Terri started working at Glaser’s as a teen in 1994. After a career in the music industry, she came back and started baking with Herb. She’s “very lucky to know him as a friend and a boss” and that she “learns something new every day.”

How have you been able to stay in business successfully for 115 years?

The way to keep customers coming back is to make a quality product at a fair price. Fortunately we are able to do that. A big plus is that my grandfather had the foresight and the ability to buy the building that we are in.

John’s original recipes that are still used

Out of everything preserved in the store, from the recipes to the physical architecture, what do you think your grandfather would be most pleased to see still intact?

I think he would be most pleased to see a strong work ethic still in effect. Not only with the bakers, but the sales help also. They are all incredibly dedicated to the shop.

As a young man, Herb’s first job at Glaser’s was delivering wedding cakes

Do you have a personal favorite treat?

I have lots of favorites. I love brownies, but I also love cookies. The butter pecan is my favorite.

For this gingerbread house order, Herb did the baking on a Monday, iced the back of the houses on Tuesday, the front and trimmings on Wednesday, and after they set overnight, he decorated them and added the men and accessories on Thursday.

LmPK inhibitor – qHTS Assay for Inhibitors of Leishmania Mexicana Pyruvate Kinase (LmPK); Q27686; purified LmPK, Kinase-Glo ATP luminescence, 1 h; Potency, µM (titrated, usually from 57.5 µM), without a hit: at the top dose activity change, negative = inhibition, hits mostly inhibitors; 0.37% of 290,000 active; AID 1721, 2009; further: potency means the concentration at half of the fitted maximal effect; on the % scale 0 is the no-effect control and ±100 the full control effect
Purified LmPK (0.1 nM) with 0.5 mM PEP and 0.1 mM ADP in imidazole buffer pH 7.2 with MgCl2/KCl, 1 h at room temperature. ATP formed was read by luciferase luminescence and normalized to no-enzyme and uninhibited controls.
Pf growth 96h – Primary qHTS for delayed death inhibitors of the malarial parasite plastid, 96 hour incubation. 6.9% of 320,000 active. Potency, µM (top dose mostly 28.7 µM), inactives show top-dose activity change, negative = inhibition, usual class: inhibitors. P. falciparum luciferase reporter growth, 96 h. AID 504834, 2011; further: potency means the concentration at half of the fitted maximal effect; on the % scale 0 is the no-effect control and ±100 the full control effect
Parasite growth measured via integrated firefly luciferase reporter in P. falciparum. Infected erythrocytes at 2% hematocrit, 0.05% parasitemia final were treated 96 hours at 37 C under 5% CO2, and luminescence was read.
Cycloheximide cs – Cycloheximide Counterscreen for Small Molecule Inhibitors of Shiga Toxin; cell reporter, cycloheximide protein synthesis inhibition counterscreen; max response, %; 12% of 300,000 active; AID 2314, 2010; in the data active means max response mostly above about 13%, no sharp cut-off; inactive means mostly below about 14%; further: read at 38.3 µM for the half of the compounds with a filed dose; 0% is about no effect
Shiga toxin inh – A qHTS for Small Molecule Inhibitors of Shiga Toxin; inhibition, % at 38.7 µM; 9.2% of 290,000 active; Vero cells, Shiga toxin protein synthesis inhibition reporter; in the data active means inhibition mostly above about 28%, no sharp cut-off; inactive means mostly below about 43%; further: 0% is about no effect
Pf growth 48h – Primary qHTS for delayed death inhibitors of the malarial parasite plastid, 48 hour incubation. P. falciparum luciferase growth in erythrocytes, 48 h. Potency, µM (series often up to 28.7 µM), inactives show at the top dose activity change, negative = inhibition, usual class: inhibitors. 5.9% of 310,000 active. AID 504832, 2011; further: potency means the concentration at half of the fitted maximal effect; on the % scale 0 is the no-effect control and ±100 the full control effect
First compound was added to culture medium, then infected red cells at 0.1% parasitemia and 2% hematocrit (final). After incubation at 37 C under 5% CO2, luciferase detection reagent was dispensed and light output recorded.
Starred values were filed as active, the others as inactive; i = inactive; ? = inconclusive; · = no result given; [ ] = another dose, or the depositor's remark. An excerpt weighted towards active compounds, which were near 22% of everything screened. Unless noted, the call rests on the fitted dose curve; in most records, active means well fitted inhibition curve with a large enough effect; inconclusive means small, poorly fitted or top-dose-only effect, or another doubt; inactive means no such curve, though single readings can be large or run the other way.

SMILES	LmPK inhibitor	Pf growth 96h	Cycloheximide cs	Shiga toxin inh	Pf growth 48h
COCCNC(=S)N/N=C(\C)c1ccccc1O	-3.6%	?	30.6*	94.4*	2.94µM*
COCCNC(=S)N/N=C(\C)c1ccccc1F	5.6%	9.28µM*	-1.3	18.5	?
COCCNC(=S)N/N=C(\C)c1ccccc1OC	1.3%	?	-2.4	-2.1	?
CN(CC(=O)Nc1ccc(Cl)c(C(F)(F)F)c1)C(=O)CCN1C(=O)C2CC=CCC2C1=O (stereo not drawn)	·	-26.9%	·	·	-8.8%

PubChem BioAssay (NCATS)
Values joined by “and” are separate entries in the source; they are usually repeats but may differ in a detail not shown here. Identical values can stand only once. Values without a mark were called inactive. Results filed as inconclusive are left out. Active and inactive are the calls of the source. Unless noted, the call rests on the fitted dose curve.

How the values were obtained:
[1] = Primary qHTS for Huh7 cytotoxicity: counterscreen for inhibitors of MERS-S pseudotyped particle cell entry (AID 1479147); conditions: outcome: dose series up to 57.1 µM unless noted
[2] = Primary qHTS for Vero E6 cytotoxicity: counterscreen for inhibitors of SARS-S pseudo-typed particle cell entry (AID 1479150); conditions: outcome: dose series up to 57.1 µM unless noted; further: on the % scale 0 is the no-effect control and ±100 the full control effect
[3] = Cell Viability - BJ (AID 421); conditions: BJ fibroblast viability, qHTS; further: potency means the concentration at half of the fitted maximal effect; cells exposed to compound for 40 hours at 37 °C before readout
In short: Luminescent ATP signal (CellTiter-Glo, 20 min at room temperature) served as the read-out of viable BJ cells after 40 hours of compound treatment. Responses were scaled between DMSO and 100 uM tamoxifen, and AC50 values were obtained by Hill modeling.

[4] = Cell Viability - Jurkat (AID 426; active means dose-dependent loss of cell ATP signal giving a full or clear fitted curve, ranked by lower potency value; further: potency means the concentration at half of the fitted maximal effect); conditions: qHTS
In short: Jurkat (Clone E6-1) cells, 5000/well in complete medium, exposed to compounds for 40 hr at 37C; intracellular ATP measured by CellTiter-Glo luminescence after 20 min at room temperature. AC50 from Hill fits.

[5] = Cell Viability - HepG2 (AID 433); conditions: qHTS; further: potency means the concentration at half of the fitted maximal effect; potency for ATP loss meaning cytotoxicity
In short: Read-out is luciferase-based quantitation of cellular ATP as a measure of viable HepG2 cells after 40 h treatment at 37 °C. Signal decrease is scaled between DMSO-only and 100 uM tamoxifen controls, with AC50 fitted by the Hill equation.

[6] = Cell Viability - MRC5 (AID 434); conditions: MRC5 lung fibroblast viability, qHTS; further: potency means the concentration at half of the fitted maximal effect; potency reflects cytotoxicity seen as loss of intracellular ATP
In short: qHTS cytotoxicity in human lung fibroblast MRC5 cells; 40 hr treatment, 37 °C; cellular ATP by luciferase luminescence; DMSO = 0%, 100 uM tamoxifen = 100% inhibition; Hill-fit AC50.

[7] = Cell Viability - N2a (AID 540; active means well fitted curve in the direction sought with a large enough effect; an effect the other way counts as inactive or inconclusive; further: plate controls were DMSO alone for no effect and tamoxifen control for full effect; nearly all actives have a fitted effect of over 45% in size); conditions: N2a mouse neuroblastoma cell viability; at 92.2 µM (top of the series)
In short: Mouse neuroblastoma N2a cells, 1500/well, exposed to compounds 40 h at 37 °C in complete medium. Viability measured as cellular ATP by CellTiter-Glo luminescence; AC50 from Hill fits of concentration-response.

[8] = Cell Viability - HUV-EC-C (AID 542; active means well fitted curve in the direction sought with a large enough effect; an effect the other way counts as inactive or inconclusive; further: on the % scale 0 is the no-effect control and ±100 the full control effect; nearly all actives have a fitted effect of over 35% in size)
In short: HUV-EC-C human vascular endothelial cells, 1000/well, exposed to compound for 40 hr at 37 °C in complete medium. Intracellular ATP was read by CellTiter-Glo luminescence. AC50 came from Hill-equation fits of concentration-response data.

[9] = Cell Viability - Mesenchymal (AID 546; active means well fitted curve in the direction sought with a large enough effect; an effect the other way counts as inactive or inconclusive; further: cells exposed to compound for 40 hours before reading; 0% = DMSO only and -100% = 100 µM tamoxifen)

Clearly, gingerbread is very popular around the holidays. What are some other seasonal best sellers?

This time of year gingerbread is of course very popular, but this is also the busiest season for cookies of all types. We sell several thousand pounds of cookies during the month of December. And they’re all made by hand.

What does a typical day look like for you?

This time of year my day is controlled to some degree by special orders. But every day starts with brownies. I think it’s a great way to start a day.

Outside of baking, what do you like to do?

While I love baking, I do have lots of hobbies. I love classical music. I play (to some degree) the piano and pipe organ. I wish I had more time to practice. Maybe in retirement. I have a home upstate, and I enjoy gardening. While I love my sweets, I do love real food also. Most vegetables come from the garden all summer long. One more hobby of mine is antique clock collecting and repair. I keep about 20 antique clocks ticking at home.

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© All images taken by James and Karla Murray exclusively for 6sqft

Neighborhoods : Upper East Side,Yorkville

  • Patricia Kaefer

    I grew up in Yorkville. Always went to Glasers on Sunday to get there chocolate sprinkle cake. After school use to get black and whites and jelly tarts. Loved that place.

  • Andrew Porter

    When I lived in the area, nearly 50 years ago, I remember the newsstands at 86th and Lex sold German-language books and newspapers, and in addition to the many German restaurants and bakeries, there were also wonderful Viennese ones. There was also the Ruppert Brewery, since torn down.